Hight: It's sent the message that it's important for each of you to have a standalone career, even if the scales of your touring operations are different.
Isbell: As a team, our family is a collaborative effort, and we really want to get the best out of everybody. I don't want to do something that's gonna prevent Amanda from doing what she's best at, because as long as we use our strengths, the team is gonna get stronger and the family's gonna get stronger. If I were to say, "I would rather you stay home and watch the baby while I'm out touring," that wouldn't be allowing her to do what she's best at.
Shires: That'd be allowing us to split up.
Isbell: Well, yeah. Even if you for some strange reason tolerated that, it would, I think, take the overall effectiveness and happiness of our family down quite a bit. ... It's different for every family. It works on a case-by-case basis. But if you go by that guiding principle of, "Let everybody do what's going to make them really happy and satisfied," and try to do whatever needs to be done so that's possible, then I think everybody winds up happier. I really believe that.
Hight: During Jason's series of six shows at the Ryman Auditorium, all the artists selected to open were women. What did you hope to accomplish?
Shires: I'll tell you what I was hoping to accomplish ... proof that there is more than your one garnish that can open a show for you. When I called the [country radio] stations, many, many times people would say, "Nobody's requesting women." And I would say, "How could they request them if you don't play them?"
Isbell: It's not like I was doing some kind of f****** charity thing by getting women to open for me. They were as good as any openers I could have picked. Our initial couple of ideas were women already, and then we decided, "Let's just go through with this and have all women open." And I think it made for a better show.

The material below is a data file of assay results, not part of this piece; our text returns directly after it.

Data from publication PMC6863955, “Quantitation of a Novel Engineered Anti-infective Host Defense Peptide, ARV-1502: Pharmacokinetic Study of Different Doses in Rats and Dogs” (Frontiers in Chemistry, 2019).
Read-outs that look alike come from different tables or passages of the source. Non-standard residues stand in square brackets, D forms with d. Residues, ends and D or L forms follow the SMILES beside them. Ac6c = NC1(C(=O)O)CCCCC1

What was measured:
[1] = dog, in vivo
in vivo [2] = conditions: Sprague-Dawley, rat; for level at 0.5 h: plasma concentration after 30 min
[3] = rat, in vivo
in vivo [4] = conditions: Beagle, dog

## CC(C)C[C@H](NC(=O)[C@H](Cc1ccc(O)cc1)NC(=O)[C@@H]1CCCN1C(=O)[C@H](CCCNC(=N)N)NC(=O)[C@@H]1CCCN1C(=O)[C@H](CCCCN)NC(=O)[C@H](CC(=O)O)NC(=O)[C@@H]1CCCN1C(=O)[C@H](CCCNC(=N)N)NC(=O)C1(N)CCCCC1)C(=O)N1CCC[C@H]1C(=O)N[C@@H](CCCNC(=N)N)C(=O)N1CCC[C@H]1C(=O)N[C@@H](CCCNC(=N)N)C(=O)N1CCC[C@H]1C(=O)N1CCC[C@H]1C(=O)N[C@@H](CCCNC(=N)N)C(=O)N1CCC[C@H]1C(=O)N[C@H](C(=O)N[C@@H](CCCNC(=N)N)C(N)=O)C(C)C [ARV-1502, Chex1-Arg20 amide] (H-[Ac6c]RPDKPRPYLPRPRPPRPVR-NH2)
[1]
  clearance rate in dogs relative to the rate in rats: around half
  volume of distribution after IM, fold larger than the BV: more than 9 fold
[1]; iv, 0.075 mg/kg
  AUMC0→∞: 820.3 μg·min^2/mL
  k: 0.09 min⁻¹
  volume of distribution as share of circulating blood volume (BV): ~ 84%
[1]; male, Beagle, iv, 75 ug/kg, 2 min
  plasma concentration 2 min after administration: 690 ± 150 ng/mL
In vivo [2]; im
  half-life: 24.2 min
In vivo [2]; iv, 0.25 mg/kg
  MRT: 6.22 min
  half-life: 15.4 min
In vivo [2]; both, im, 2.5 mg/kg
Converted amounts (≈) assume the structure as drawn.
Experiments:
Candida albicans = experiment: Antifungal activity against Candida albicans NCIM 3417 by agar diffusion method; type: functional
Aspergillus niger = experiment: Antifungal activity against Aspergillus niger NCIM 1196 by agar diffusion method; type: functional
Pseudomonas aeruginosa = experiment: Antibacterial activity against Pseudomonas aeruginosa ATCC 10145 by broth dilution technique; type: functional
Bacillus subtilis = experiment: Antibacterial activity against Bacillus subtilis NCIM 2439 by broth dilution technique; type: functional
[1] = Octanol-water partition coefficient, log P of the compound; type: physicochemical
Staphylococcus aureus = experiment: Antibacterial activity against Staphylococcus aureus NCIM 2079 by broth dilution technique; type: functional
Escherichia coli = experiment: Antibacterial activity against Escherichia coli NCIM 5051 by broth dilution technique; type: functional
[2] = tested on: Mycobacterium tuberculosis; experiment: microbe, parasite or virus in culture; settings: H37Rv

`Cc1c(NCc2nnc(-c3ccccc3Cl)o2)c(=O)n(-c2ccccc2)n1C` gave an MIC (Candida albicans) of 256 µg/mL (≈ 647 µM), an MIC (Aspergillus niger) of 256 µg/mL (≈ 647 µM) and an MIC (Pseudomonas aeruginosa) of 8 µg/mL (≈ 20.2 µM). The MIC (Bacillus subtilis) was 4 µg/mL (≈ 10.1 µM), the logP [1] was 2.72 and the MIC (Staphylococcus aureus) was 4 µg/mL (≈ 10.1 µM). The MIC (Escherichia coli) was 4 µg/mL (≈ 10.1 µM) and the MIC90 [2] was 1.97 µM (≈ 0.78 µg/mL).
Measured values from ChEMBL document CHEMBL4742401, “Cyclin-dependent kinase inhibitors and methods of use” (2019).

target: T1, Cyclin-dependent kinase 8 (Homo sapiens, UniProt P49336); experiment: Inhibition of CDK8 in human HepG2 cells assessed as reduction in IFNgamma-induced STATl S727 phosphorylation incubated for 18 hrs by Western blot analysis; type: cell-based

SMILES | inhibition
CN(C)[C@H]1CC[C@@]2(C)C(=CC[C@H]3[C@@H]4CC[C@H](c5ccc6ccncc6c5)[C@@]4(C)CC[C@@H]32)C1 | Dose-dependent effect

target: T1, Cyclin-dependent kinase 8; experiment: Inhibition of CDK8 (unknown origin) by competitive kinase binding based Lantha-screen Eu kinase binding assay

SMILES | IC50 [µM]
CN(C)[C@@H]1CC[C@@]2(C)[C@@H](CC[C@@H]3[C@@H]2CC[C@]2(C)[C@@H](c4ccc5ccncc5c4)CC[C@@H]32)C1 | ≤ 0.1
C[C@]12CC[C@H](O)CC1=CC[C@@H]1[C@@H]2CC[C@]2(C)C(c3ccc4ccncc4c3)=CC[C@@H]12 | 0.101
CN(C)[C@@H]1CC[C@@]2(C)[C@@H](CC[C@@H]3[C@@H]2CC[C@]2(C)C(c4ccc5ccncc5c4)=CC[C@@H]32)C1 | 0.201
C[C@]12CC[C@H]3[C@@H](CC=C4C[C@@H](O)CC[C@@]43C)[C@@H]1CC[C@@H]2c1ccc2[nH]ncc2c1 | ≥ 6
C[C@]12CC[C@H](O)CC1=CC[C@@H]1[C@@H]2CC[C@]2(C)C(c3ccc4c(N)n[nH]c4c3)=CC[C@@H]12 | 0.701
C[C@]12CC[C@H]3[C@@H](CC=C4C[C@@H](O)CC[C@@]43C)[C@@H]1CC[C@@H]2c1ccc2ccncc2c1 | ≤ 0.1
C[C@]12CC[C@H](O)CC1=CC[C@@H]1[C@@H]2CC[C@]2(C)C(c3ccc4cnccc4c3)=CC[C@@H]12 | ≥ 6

If I could handpick a festival [lineup], there would most certainly be as many women as men, possibly more, and there would be all different ethnicities and all different types of music. I think the problem is certain people who program radio stations and put on festivals and put together award shows don't necessarily believe that the quality would be better if everybody was included. Either that or quality is not what they're aiming for. And I don't know which of those two is worse.
Hight: You've been working against an interesting backdrop this year. The Americana world reckoned with its relationship to diversity, and in the country mainstream, the responses to political issues and tragic events was more quiet than many expected. What do you feel the parameters are when it comes to discussing matters of social and political importance?
Shires: I don't really have anything nice to say about pop-country radio.
Isbell: Some people are standing up at the right times. But for the most part, the popular country world has remained silent in a way that just looks really, really bad to me. ... I think a lot of people are shirking their responsibility. I feel like anybody who has a voice should use it for good things, and good things aren't amassing as much money and popularity as you can. I think too many people are afraid of alienating their audience because they don't really realize how many people there are in the world and how many people you can get to buy tickets to your shows.
Shires: I wonder, too — there must be a percentage of people that just don't care.
Isbell: Oh yeah, a lot of people don't care. And those are all people whose problems have been solved on their behalf. If you're the kind of person who's getting pulled over by the cops every time you go anywhere, even though you've done nothing wrong, then you are concerned about race and your community. The people who really don't care are the people who don't realize how easy they have it.
Hight: Jason, by naming your album The Nashville Sound, you were claiming your place in a musical movement that exists outside of, and even in opposition to, the country mainstream. What did you make of it when the CMA voters, who work in the country music industry, nominated it for album of the year?